Is Someone Knocking at the Door?
Matthew 7: 7-11


Introduction:

If you have a bible, I invite you to open it to Matthew Ch. 7.

The title of my sermon is, “Is Someone Knocking at the Door?”

In thinking of this title, I would like that you envision a man in his chair. He is alone but has so much to give. He is strong and sweet, but he never forces himself into the lives of others. So, he waits. He’s waiting for someone to come and take advantage of his wisdom, his reassurance. Someone he can carry. While waiting in his chair, he watches the people pass by his house through the window and wonders if he’ll hear a knock at his door. Who will knock at his door?

Today, this man represents God who’s in Heaven, sitting on his throne. He watches us live our lives and pass by him. He has so much to give. He is wise, powerful and is able to help us all. However, he doesn’t want to force himself into our lives. So, he waits. Who will come knock at his door?

Let’s read together verses 7 to 11. “…”

According to Jesus, prayer is an important thing. It is so important for our personal lives, for our family lives, for our work lives, and for the life of the church.

Prayer is a knock on the door of Heaven for seeking and finding divine help. Thus prayer shouldn’t be neglected.

1. Remember to Pray:

I’m reminded of a short story that I’d like to share with you.

One day, a young man left for a mountain to go walking. So he leaps about on a path and comes by a meadow where he sees the prettiest rose that he’s ever seen. He decides to cut it out and give it to his girlfriend.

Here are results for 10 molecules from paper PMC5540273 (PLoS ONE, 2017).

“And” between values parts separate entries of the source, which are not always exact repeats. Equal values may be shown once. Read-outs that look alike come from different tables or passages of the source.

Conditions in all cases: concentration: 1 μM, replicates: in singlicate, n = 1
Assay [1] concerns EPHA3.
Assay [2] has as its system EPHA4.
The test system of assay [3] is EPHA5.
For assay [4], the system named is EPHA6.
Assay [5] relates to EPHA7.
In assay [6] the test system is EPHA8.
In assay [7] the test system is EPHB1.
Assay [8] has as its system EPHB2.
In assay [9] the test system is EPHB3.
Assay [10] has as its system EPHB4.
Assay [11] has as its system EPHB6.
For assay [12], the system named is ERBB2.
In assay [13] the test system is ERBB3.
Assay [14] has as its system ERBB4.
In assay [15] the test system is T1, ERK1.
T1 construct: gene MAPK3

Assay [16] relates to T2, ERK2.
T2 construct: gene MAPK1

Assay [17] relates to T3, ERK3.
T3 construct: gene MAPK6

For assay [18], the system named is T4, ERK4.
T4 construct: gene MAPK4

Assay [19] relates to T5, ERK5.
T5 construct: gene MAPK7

However, when he pulls on the flower, the ground below him begins to shake. In the cliff next to him, a door opens and inside appears a cave.

He is a little frightened, yet being an adventurer, he decides to explore it. He entered in a little ways and happens upon a large room containing jewels of sapphire, diamonds, gold pieces, silver plates, and fine armor. Crazy with happiness, he puts down the rose, and begins to fill his pockets, his shirt, and all that he could. He finally stopped for he had to return home, but at that moment he heard a small voice. It said, “Don’t forget the most important, the most important of all!” He was taken by surprise and began looking around him. He couldn’t see where the voice could have come from. So he then searched for what is most important. He sees a large ring and takes it. What could be most important or more beautiful than the rock in this ring?

He gets ready to leave again, when he hears again: “Don’t forget the most important, the most beautiful of all!” He thought about it, and then realizes he is satisfied with what is in his hand. Nothing that could be offered to him would be better. Then he left and as soon as he was out of the cave the ground trembled. The door of the cave closed itself. Walking away, he felt everything in his hands and pockets slowly turn to dust. The further he got from the cave from the cave, the more things began to transform. Why was this happening?

The rose maintained everything in a good state. The most important and beautiful was not the ring but the rose.

This story illustrates perfectly Jesus’ words. Jesus tells us that prayer is what gives us assurance of the blessings from Heaven.

So today, it would be good to ask ourselves an important question. It’s good to look beyond our spiritual appearances, and ask: Are we missing our spiritual flame? Have we forgotten what gives us true strength in life? Do we still spend time in intimate conversation with God?